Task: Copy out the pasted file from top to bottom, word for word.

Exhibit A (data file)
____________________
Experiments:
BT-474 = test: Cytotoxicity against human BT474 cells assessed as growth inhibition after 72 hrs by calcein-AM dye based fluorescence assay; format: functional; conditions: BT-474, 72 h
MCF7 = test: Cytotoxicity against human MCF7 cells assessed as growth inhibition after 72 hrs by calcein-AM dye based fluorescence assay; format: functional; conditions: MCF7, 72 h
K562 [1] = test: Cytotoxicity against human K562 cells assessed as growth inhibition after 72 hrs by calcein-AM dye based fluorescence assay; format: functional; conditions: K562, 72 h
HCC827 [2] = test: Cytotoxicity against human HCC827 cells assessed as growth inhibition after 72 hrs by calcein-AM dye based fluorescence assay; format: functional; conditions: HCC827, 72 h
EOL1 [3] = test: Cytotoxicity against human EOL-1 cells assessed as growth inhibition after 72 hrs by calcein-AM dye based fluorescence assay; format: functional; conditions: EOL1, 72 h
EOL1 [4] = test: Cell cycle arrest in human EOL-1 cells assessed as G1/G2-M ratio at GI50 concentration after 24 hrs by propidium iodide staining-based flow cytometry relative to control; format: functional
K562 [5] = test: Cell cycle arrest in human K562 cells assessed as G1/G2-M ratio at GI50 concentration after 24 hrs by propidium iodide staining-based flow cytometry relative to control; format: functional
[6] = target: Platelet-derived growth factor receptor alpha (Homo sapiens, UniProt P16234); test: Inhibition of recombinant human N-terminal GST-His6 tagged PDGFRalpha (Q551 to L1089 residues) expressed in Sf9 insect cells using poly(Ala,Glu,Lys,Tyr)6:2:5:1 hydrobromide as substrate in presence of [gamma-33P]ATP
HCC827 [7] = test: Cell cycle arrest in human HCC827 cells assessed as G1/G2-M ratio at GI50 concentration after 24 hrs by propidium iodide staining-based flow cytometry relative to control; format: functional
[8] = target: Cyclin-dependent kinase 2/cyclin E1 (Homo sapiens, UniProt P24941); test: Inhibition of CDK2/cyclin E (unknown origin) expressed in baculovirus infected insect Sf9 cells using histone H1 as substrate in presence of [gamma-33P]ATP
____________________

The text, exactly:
Experiments:
BT-474 = test: Cytotoxicity against human BT474 cells assessed as growth inhibition after 72 hrs by calcein-AM dye based fluorescence assay; format: functional; conditions: BT-474, 72 h
MCF7 = test: Cytotoxicity against human MCF7 cells assessed as growth inhibition after 72 hrs by calcein-AM dye based fluorescence assay; format: functional; conditions: MCF7, 72 h
K562 [1] = test: Cytotoxicity against human K562 cells assessed as growth inhibition after 72 hrs by calcein-AM dye based fluorescence assay; format: functional; conditions: K562, 72 h
HCC827 [2] = test: Cytotoxicity against human HCC827 cells assessed as growth inhibition after 72 hrs by calcein-AM dye based fluorescence assay; format: functional; conditions: HCC827, 72 h
EOL1 [3] = test: Cytotoxicity against human EOL-1 cells assessed as growth inhibition after 72 hrs by calcein-AM dye based fluorescence assay; format: functional; conditions: EOL1, 72 h
EOL1 [4] = test: Cell cycle arrest in human EOL-1 cells assessed as G1/G2-M ratio at GI50 concentration after 24 hrs by propidium iodide staining-based flow cytometry relative to control; format: functional
K562 [5] = test: Cell cycle arrest in human K562 cells assessed as G1/G2-M ratio at GI50 concentration after 24 hrs by propidium iodide staining-based flow cytometry relative to control; format: functional
[6] = target: Platelet-derived growth factor receptor alpha (Homo sapiens, UniProt P16234); test: Inhibition of recombinant human N-terminal GST-His6 tagged PDGFRalpha (Q551 to L1089 residues) expressed in Sf9 insect cells using poly(Ala,Glu,Lys,Tyr)6:2:5:1 hydrobromide as substrate in presence of [gamma-33P]ATP
HCC827 [7] = test: Cell cycle arrest in human HCC827 cells assessed as G1/G2-M ratio at GI50 concentration after 24 hrs by propidium iodide staining-based flow cytometry relative to control; format: functional
[8] = target: Cyclin-dependent kinase 2/cyclin E1 (Homo sapiens, UniProt P24941); test: Inhibition of CDK2/cyclin E (unknown origin) expressed in baculovirus infected insect Sf9 cells using histone H1 as substrate in presence of [gamma-33P]ATP